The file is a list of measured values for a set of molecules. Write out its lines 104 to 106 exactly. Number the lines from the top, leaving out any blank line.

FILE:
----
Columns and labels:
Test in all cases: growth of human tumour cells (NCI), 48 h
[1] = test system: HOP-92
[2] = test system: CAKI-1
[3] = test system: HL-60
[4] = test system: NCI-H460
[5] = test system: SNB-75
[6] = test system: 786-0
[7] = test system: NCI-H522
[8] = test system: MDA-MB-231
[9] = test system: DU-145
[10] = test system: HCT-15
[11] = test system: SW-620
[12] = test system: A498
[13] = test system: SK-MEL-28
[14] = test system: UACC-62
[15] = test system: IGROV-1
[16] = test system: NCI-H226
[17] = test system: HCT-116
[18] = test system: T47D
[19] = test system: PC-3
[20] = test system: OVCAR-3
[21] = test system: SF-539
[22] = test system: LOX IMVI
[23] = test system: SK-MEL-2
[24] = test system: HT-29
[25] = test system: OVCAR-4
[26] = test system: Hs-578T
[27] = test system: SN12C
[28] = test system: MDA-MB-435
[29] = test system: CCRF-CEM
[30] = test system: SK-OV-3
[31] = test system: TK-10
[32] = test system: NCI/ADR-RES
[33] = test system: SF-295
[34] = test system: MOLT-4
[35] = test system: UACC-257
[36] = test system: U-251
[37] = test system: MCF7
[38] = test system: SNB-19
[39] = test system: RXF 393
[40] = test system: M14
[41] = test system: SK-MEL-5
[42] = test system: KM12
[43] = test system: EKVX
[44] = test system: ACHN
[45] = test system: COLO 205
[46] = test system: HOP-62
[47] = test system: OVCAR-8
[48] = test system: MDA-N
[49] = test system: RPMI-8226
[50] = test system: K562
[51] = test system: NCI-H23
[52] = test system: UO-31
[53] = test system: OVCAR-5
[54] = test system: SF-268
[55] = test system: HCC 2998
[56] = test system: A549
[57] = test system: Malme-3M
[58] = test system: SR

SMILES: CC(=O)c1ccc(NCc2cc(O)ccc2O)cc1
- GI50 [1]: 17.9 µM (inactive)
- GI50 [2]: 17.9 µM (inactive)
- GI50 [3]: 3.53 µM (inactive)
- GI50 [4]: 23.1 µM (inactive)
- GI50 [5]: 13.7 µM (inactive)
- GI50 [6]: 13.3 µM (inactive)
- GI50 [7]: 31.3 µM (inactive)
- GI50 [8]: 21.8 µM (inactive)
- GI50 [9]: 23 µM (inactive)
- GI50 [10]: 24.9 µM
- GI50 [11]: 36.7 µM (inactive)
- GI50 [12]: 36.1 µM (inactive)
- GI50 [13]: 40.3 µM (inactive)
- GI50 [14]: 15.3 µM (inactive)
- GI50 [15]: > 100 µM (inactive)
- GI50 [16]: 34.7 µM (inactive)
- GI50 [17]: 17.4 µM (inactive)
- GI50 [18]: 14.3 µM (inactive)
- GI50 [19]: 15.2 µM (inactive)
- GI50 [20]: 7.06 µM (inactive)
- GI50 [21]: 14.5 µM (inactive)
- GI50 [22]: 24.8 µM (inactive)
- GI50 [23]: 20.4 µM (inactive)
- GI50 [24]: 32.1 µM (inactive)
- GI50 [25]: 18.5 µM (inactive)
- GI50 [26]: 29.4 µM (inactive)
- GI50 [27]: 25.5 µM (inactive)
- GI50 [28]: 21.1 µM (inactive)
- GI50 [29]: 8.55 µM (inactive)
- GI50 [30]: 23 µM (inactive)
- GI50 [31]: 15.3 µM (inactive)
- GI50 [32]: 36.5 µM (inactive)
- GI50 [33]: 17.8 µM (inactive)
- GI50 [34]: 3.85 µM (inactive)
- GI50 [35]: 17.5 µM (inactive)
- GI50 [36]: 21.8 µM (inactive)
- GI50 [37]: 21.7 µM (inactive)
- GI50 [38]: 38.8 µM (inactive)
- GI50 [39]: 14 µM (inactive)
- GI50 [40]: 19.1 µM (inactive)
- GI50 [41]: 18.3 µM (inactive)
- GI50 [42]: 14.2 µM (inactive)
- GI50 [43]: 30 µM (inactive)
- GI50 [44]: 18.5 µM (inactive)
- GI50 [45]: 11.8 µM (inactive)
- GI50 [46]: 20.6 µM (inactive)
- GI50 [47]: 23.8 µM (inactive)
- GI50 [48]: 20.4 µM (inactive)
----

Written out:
- GI50 [43]: 30 µM (inactive)
- GI50 [44]: 18.5 µM (inactive)
- GI50 [45]: 11.8 µM (inactive)